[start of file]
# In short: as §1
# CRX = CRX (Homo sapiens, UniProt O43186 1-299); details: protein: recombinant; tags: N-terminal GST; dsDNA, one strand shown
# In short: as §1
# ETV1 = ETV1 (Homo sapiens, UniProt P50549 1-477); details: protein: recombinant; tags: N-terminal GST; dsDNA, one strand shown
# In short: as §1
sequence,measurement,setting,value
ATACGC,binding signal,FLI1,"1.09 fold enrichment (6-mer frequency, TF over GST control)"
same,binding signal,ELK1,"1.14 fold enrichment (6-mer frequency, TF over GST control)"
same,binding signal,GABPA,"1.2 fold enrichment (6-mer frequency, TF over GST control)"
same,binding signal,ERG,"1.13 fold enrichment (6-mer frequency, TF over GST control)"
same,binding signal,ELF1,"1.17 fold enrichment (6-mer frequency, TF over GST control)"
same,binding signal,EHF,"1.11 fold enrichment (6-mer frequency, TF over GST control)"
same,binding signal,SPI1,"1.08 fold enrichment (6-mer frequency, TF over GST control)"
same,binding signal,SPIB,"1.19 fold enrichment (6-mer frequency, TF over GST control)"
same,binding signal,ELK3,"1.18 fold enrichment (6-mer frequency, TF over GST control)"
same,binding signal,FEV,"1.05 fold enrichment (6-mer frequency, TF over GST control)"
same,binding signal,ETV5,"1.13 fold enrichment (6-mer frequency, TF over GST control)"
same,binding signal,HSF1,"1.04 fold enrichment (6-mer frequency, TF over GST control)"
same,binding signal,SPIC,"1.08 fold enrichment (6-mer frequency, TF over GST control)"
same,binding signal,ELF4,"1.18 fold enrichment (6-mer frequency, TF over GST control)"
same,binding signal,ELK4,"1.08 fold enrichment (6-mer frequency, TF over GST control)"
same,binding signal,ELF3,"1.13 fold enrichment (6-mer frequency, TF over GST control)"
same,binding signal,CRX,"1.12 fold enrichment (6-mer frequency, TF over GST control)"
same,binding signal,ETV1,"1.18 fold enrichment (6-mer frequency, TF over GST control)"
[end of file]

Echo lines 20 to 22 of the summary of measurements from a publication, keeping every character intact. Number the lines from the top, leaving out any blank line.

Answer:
same,binding signal,ELF4,"1.18 fold enrichment (6-mer frequency, TF over GST control)"
same,binding signal,ELK4,"1.08 fold enrichment (6-mer frequency, TF over GST control)"
same,binding signal,ELF3,"1.13 fold enrichment (6-mer frequency, TF over GST control)"